Women born in 1935 went to college significantly less than their male counterparts and married women's labor force participation (LFP) averaged 40% between the ages of thirty and forty. The cohort born twenty years later behaved very differently. The education gender gap was eliminated and married women's LFP averaged 70% over the same ages. In order to evaluate the quantitative contributions of the many significant changes in the economic environment, family structure, and social norms that occurred over this period, this paper develops a dynamic life-cycle model calibrated to data relevant to the 1935 cohort. We find that the higher probability of divorce and the changes in wage structure faced by the 1955 cohort are each able to explain, in isolation, a large proportion (about 60%) of the observed changes in female LFP. After combining all economic and family structure changes, we find that a simple change in preferences towards work can account for the remaining change in LFP. To eliminate the education gender gap requires, on the other hand, for the psychic cost of obtaining higher education to change asymmetrically for women versus men.


The Malthusian intermezzo: Women's wages and human capital formation between the late Middle Ages and the demographic transition of the 19th century

Jan Luiten van Zanden
History of the Family, 24 October 2011, Pages 331-342

The paper offers a new explanation for 'the great conundrum', the acceleration of population growth in England in the second half of the 18th century. It is argued that it was not only population growth that was 'different' in England, but the stagnation of the rise of literacy and of human capital in general, seems to be an anomaly of this period. This 'conundrum' has been explained in the following way. It is demonstrated that in England the gender wage gap increased a lot during the early modern period, which was caused by: (a) the switch from post Black Death labour scarcity to labour surplus, which in particular harmed the economic position of women, and (b) changes in the structure of agriculture, leading to the rise of large-scale, capital intensive and labour extensive farms, which had a very limited demand for female (wage) labour. This is also suggested by the fact that on the Continent (in the Netherlands) a much smaller decline of female wages occurred, because there family farms continued to be quite important. Moreover, the decline of English wages had important effects on its demographic development. It helps to explain the decline of the average age of marriage of in particular women between 1600 and 1800, and the related increase in fertility that occurred in this period - resulting in a much faster rate of population growth after 1750 than elsewhere in Western-Europe. It also helps to explain the stagnation in human capital formation that occurred during the 18th and early 19th century - again a feature peculiar for the English development in these years. The explanation of 'the great conundrum' is therefore intimately linked to the changing position of women on the labour market and within marriage.


A Theory of Sex Differences in Technical Aptitude and Some Supporting Evidence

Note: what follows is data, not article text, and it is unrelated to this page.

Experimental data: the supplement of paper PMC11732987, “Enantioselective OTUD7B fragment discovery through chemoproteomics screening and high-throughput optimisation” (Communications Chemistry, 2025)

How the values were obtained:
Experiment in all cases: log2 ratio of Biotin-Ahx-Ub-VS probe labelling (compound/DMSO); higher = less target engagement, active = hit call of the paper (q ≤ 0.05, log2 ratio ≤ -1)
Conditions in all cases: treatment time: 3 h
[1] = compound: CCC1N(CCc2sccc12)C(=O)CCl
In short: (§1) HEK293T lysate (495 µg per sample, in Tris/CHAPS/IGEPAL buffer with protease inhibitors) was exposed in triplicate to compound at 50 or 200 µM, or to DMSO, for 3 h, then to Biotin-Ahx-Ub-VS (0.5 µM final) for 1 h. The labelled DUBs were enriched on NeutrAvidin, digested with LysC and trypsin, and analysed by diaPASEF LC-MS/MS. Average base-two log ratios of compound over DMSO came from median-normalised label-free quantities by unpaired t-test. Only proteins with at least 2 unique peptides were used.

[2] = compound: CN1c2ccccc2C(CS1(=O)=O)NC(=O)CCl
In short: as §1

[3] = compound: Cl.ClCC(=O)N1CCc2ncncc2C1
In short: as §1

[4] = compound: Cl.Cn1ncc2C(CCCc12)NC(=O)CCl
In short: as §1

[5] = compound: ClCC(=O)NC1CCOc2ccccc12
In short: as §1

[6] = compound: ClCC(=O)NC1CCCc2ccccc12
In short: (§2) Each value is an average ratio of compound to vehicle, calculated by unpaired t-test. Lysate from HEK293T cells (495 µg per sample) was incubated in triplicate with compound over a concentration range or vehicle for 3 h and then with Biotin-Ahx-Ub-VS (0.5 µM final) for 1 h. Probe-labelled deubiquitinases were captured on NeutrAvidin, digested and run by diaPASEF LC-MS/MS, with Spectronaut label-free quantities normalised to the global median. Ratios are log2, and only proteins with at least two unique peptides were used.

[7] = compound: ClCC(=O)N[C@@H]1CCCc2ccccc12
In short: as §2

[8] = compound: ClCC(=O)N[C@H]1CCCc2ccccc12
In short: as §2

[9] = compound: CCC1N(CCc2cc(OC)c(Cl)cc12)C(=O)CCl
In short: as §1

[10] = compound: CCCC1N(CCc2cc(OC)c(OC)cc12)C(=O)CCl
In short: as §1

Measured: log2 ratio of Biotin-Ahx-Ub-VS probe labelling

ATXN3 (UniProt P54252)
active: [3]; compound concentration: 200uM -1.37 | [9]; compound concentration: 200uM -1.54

Frank Schmidt
Perspectives on Psychological Science, November 2011, Pages 560-573

In this article, I present a theory that explains the origin of sex differences in technical aptitudes. The theory takes as proven that there are no sex differences in general mental ability (GMA), and it postulates that sex differences in technical aptitude (TA) stem from differences in experience in technical areas, which is in turn based on sex differences in technical interests. Using a large data set, I tested and found support for four predictions made by this theory: (a) the construct level correlation between technical aptitude and GMA is larger for females than males, (b) the observed and true score variability of technical aptitude is greater among males than females, (c) at every level of GMA females have lower levels of technical aptitude, and (d) technical aptitude measures used as estimates of GMA for decision purposes would result in underestimation of GMA levels for girls and women. Given that GMA carries the weight of prediction of job performance, the support found for this last prediction suggests that, for many jobs, technical aptitude tests may underpredict the job performance of female applicants and employees. Future research should examine this question.


Distancing as a Gendered Barrier: Understanding Women Scientists' Gender Practices

Laura Rhoton
Gender & Society, forthcoming

Gendered barriers to women's advancement in STEM disciplines are subtle, often the result of gender practices, gender stereotypes, and gendered occupational cultures. Professional socialization into scientific cultures encourages and rewards gender practices that help to maintain gendered barriers. This article focuses more specifically on how individual women scientists' gender practices potentially sustain gender barriers. Findings based on interview data from thirty women in academic STEM fields reveal that women draw on gendered expectations and norms within their disciplines to discursively distance themselves from other women they perceive as having deviated from such norms and expectations. The types of distancing in which these respondents engage reflect and support gendered structures, cultures, and practices that ultimately disadvantage women and obscure gender inequality. I conclude by discussing the implications of women scientists' distancing practices for efforts to change the gendered cultures of STEM disciplines.


Unmasking the Myth of the Same-Sex Teacher Advantage

Martin Neugebauer, Marcel Helbig & Andreas Landmann
European Sociological Review, October 2011, Pages 669-689

Trend statistics reveal a striking reversal of a gender gap that has once favoured males: girls have surpassed boys in many aspects of the educational system. At the same time, the share of female teachers has grown in almost all countries of the western world. There is an ongoing, contentious debate on whether the gender of the teacher can account, in part, for the growing educational disadvantage of males. In this study, we use large-scale data from IGLU-E, an expansion of PIRLS in Germany, to estimate whether there is a causal effect of having a same-sex teacher on student outcomes. We estimate effects for typical 'female' subjects and typical 'male' subjects as well as for different student outcomes (objective test scores and more subjective teacher's grades). We find virtually no evidence of a benefit from having a same-sex teacher, neither for boys nor for girls. These findings suggest that the popular call for more male teachers in primary schools is not the key to tackling the growing disadvantage of boys.